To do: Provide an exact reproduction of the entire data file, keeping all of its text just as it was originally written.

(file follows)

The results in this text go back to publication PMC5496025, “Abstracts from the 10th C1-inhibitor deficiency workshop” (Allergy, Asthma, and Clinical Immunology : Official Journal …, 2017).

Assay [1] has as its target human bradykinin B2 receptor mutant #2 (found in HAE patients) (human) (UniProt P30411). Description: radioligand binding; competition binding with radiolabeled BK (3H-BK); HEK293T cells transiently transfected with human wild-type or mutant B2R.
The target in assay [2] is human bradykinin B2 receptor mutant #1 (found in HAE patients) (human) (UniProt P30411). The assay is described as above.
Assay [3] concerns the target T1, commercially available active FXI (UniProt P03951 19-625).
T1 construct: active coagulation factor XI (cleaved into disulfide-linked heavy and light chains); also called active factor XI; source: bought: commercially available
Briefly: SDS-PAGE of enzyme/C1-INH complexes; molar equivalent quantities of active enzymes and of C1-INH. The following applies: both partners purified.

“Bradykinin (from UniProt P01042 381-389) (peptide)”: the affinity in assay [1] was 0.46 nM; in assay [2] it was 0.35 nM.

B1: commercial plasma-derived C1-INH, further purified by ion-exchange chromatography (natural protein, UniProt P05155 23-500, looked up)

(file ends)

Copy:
The results in this text go back to publication PMC5496025, “Abstracts from the 10th C1-inhibitor deficiency workshop” (Allergy, Asthma, and Clinical Immunology : Official Journal …, 2017).

Assay [1] has as its target human bradykinin B2 receptor mutant #2 (found in HAE patients) (human) (UniProt P30411). Description: radioligand binding; competition binding with radiolabeled BK (3H-BK); HEK293T cells transiently transfected with human wild-type or mutant B2R.
The target in assay [2] is human bradykinin B2 receptor mutant #1 (found in HAE patients) (human) (UniProt P30411). The assay is described as above.
Assay [3] concerns the target T1, commercially available active FXI (UniProt P03951 19-625).
T1 construct: active coagulation factor XI (cleaved into disulfide-linked heavy and light chains); also called active factor XI; source: bought: commercially available
Briefly: SDS-PAGE of enzyme/C1-INH complexes; molar equivalent quantities of active enzymes and of C1-INH. The following applies: both partners purified.

“Bradykinin (from UniProt P01042 381-389) (peptide)”: the affinity in assay [1] was 0.46 nM; in assay [2] it was 0.35 nM.

B1: commercial plasma-derived C1-INH, further purified by ion-exchange chromatography (natural protein, UniProt P05155 23-500, looked up)